We study learning in a setting where agents receive independent
noisy signals about the true value of a variable and then communicate
in a network. They naïvely update beliefs by repeatedly taking
weighted averages of neighbors' opinions. We show that all opinions
in a large society converge to the truth if and only if the influence
of the most influential agent vanishes as the society grows. We also
identify obstructions to this, including prominent groups, and provide
structural conditions on the network ensuring efficient learning.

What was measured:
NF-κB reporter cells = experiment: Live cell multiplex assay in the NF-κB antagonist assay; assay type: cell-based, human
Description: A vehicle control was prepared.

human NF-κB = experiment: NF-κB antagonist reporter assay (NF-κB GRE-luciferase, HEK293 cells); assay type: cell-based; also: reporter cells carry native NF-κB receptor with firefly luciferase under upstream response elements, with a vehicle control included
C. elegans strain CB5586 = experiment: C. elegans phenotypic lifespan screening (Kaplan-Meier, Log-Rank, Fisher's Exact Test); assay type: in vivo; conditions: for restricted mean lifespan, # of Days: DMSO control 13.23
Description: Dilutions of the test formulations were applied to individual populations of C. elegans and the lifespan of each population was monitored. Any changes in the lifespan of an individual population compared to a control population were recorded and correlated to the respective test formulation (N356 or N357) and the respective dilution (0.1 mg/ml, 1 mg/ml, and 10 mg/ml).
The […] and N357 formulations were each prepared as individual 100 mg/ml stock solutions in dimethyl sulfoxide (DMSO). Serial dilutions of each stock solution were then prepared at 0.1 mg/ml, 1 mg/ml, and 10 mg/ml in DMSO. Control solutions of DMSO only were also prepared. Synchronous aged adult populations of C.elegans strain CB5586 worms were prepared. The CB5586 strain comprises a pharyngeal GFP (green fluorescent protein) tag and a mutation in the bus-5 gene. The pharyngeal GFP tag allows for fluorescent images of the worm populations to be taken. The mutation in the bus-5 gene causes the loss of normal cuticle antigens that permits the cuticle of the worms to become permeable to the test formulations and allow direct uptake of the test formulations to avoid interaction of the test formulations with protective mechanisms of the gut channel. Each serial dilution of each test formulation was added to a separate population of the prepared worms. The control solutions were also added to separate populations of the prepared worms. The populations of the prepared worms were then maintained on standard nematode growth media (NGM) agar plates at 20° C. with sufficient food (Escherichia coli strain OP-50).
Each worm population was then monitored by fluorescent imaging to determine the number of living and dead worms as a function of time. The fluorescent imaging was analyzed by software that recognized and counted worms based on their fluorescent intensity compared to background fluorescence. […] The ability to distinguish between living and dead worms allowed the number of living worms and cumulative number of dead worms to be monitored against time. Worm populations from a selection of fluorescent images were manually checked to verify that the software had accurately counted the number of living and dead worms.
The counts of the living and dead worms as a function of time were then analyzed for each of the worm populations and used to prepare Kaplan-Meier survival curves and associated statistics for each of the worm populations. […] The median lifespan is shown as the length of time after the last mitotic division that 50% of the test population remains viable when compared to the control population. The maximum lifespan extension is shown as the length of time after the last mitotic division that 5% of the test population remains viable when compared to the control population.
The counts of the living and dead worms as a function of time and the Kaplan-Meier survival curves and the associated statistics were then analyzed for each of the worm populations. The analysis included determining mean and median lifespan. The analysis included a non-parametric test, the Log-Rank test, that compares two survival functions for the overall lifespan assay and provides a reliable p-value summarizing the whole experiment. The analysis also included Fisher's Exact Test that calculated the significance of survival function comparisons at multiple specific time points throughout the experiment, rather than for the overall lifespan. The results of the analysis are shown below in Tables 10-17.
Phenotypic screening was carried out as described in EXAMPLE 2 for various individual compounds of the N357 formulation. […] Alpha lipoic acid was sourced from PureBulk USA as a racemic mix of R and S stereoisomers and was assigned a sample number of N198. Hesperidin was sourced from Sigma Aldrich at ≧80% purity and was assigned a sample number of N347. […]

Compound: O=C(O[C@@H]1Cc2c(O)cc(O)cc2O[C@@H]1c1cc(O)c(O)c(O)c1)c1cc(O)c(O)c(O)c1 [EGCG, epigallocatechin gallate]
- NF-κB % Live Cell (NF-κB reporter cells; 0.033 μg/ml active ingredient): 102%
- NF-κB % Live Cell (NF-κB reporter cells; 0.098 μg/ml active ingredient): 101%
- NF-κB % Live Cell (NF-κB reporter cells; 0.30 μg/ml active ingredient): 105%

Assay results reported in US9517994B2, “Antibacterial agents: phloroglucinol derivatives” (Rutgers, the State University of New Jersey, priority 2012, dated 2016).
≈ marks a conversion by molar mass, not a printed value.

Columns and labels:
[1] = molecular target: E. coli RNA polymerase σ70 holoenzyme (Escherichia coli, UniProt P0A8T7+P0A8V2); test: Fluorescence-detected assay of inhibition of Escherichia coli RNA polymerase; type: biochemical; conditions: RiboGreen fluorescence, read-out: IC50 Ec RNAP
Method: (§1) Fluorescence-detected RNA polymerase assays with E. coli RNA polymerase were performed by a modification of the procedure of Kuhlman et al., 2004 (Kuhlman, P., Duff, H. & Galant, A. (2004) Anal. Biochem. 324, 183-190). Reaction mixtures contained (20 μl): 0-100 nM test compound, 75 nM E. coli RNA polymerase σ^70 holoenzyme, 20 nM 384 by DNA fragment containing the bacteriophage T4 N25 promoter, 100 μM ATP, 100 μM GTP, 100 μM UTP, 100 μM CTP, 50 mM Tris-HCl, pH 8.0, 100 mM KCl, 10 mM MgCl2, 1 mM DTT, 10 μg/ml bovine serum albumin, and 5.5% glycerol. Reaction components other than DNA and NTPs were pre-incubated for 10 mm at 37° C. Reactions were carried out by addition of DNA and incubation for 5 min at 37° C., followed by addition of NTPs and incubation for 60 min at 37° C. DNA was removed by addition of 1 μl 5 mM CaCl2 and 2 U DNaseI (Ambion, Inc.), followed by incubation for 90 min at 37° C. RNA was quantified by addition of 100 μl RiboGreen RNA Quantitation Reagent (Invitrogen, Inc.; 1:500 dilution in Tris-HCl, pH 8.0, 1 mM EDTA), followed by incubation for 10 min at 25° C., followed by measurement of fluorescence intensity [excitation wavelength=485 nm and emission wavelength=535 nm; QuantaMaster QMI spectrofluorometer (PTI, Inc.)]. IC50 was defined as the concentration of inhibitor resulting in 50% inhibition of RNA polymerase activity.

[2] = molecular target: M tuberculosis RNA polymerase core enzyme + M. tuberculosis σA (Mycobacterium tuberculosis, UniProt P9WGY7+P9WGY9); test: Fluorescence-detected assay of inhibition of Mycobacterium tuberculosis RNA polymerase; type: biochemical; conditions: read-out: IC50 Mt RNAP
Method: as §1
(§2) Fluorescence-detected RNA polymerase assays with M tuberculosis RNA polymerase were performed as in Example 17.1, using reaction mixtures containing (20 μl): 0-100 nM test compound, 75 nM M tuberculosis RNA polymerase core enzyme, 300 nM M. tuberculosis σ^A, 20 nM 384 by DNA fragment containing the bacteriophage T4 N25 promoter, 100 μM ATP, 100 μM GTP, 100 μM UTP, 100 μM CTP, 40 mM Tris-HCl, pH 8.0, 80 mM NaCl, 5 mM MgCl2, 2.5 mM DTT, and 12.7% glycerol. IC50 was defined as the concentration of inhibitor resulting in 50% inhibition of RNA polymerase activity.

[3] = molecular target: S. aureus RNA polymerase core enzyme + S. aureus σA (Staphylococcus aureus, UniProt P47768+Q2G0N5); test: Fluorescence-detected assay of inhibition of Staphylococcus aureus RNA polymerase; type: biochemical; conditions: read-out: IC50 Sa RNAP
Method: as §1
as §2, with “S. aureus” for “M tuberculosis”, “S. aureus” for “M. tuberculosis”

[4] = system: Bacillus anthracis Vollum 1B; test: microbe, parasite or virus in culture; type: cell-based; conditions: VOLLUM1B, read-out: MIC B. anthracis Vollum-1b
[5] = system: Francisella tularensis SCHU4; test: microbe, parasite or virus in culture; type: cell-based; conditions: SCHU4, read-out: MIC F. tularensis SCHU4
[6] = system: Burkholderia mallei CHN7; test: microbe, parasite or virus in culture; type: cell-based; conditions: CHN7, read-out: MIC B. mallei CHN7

Whether agents converge to the truth is unrelated to how quickly
consensus is approached. (JEL D83, D85, Z13)
Golub, Benjamin, and Matthew O. Jackson.
"Naïve Learning in Social Networks and the Wisdom of Crowds."
American Economic Journal: Microeconomics,
Search; Learning; Information and Knowledge; Communication; Belief
Network Formation and Analysis: Theory
Economic Sociology; Economic Anthropology; Social and Economic Stratification